Channeling the Cloud
Can Microsoft Cloud Partners Compete with Windows Azure?
Microsoft's recent cloud moves threaten to push providers away from Redmond and toward virtualization juggernaut VMware.
The Microsoft cloud strategy has evolved to this: Compete against the likes of Amazon Web Services with a revamped Windows Azure while arming partners to build their own Windows Server 2012-based clouds that are compatible with Redmond's service.
One could draw a parallel with Microsoft's recently hatched plan to offer its own branded Surface PCs while promising hardware partners that it isn't going to compete with them. Just as the stakes are high with the Microsoft PC gambit -- OEMs could get tighter with Google -- cloud providers have options.
The key alternative is the VMware vCloud platform. The virtualization leader has signed on scores of services providers. With many hosters, systems integrators and VARs still in play, Microsoft can't afford to let too many commit to VMware.
Microsoft's answer is the combination of Windows Server 2012, which includes the new Hyper-V, and System Center 2012. At last month's Worldwide Partner Conference in Toronto, Microsoft released the community technology preview of Windows Server for Hosting Providers. The software will let partners provision and manage their own cloud services via System Center, Windows Azure Web Sites, virtual machines (VMs), the Service Management Portal and an API.
Despite VMware's lead, aligning with Microsoft has some advantages. One is Microsoft's huge installed base of customers wanting to move their Windows Server infrastructures to clouds based on the same platform. Another is Microsoft's Services Provider License Agreement (SPLA), which lets providers license the software on a usage basis while providing license mobility to customers.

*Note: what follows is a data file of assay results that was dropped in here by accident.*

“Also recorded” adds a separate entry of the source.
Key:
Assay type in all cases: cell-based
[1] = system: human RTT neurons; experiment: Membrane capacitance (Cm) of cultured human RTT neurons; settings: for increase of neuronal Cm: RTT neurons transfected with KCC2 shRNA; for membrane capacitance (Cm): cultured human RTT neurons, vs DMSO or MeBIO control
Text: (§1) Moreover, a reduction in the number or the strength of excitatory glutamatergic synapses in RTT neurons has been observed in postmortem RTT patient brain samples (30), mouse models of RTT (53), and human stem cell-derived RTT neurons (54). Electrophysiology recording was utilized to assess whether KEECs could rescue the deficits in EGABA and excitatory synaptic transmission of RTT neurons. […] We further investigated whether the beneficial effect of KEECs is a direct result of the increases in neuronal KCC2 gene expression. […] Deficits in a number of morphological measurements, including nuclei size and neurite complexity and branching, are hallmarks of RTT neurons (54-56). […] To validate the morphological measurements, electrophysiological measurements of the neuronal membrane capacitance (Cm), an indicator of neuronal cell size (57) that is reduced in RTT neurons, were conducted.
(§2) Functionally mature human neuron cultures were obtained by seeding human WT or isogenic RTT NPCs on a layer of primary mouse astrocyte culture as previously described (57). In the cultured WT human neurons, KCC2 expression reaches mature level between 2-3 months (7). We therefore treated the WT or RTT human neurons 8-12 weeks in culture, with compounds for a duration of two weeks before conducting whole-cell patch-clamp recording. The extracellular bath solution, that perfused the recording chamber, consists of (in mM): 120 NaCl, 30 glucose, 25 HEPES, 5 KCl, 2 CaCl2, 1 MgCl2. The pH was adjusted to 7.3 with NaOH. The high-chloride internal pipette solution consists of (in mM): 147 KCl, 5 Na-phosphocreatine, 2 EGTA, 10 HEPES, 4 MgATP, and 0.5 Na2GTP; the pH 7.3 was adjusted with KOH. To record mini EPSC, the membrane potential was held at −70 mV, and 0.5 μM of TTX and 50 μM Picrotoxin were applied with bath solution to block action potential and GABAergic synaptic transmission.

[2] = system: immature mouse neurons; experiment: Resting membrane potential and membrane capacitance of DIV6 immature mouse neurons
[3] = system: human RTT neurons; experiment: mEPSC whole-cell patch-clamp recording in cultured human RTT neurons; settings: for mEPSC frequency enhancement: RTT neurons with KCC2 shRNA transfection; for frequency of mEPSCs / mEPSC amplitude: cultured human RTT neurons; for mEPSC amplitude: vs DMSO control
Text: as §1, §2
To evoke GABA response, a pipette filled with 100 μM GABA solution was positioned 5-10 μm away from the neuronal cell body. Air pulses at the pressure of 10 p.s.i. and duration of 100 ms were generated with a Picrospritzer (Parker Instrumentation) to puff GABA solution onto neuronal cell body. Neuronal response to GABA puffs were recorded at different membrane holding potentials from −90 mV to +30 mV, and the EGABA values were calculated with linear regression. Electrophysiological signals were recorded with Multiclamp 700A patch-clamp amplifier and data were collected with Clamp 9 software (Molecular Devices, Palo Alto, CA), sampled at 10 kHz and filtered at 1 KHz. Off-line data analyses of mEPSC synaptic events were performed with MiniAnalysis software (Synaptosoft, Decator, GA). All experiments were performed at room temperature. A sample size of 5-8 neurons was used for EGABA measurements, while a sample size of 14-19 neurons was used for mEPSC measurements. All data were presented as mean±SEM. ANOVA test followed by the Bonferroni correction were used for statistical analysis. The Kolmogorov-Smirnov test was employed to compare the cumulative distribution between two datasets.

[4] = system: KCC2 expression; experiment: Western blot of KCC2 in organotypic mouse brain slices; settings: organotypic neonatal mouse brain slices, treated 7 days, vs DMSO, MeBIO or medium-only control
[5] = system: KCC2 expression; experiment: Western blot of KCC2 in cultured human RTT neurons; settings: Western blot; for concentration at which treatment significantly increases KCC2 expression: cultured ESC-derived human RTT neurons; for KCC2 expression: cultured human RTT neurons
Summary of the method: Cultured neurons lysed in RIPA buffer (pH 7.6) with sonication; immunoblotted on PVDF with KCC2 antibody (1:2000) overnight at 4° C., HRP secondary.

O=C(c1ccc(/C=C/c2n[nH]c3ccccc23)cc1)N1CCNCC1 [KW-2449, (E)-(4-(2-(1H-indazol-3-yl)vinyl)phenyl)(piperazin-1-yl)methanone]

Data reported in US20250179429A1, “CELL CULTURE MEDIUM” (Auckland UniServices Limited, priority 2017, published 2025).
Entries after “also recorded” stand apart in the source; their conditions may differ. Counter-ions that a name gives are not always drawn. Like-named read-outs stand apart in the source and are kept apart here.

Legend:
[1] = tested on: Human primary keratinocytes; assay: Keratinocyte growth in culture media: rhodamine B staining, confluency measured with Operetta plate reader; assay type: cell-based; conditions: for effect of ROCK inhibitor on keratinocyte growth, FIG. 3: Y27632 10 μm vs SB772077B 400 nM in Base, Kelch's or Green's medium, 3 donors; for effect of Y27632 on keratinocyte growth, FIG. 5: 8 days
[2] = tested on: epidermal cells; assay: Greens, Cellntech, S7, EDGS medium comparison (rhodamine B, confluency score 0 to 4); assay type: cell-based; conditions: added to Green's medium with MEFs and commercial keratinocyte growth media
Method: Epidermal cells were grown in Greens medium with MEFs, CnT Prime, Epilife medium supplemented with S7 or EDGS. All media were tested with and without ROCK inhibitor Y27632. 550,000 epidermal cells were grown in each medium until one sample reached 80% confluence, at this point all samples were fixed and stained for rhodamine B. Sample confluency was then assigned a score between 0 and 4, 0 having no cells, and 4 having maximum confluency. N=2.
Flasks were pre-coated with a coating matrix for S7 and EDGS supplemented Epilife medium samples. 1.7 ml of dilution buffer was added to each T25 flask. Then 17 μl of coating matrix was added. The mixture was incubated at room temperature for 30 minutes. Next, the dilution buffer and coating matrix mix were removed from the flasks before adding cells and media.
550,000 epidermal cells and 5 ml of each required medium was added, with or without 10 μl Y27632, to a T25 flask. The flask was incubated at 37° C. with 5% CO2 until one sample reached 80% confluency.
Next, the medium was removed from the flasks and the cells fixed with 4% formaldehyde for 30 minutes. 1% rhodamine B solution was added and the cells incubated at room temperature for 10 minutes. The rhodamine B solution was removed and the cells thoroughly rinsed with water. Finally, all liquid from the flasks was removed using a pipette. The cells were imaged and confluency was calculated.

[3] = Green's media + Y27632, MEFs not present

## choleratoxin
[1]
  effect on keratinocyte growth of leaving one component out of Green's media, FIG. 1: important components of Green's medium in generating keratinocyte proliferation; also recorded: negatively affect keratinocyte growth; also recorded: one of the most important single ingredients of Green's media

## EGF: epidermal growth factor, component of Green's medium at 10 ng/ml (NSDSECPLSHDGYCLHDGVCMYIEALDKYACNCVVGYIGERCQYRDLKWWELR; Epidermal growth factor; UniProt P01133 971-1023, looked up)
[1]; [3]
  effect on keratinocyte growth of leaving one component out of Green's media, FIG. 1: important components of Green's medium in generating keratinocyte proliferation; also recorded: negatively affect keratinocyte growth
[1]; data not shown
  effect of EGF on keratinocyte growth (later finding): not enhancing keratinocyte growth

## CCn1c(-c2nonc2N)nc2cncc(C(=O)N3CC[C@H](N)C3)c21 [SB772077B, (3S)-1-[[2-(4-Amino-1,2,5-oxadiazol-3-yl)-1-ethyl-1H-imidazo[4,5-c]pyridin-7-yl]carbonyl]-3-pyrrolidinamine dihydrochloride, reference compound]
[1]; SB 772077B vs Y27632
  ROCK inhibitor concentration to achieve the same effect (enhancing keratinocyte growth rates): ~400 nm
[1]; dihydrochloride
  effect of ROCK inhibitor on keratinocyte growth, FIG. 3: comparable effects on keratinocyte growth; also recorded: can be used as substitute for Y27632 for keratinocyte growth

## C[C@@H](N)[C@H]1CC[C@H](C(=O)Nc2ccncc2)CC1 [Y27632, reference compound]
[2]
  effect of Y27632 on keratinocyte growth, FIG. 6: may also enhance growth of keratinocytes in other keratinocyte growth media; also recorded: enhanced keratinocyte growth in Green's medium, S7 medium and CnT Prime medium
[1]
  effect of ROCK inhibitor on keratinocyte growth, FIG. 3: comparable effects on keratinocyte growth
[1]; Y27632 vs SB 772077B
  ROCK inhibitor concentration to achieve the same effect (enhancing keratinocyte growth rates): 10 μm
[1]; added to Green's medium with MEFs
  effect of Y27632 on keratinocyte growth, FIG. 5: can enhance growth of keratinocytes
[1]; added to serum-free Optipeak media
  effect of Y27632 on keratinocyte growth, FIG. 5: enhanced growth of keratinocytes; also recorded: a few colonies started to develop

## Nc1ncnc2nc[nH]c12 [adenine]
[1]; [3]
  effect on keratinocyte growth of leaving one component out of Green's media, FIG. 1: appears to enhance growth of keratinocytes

And the big one is price. Going with Microsoft's cloud offering could let a hosting provider offer similar service capabilities for anywhere from half to one-third of the price of cloud providers using vCloud, says Aaron Hollobaugh, vice president of marketing at Hostway, which is running its cloud with Windows Server.
"We're still providing a highly available, redundant, secure cloud, very similar to what VMware provides," said Hollobaugh, who joined Hostway last year after working for a VMware-based hosting provider. "Because VMware's licensing costs so much more, they have to pass those charges on to their customers."
Yet Hollobaugh makes no bones about the fact that VMware currently doesn't compete with its cloud partners as Microsoft does. In June, Microsoft launched some major upgrades to Windows Azure that will let customers run VMs, effectively offering an Amazon-like infrastructure as a service.
Meanwhile, the services provider API could be a key boon to cloud partners. Presuming hosting providers and ISVs standardize on the API, it promises to have the same effect as, say, the Amazon Machine Image in creating an ecosystem. Hollobaugh is confident partners can offer higher-end services and better support than Microsoft can deliver with Windows Azure.
Nevertheless, whether Microsoft will undercut them on features and price is weighing on partners, Hollobaugh admitted. As with its PC play, it wouldn't behoove Microsoft to throw its partners under the bus.
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Jeffrey Schwartz is editor of Redmond magazine and also covers cloud computing for Virtualization Review's Cloud Report. In addition, he writes the Channeling the Cloud column for Redmond Channel Partner. Follow him on Twitter @JeffreySchwartz.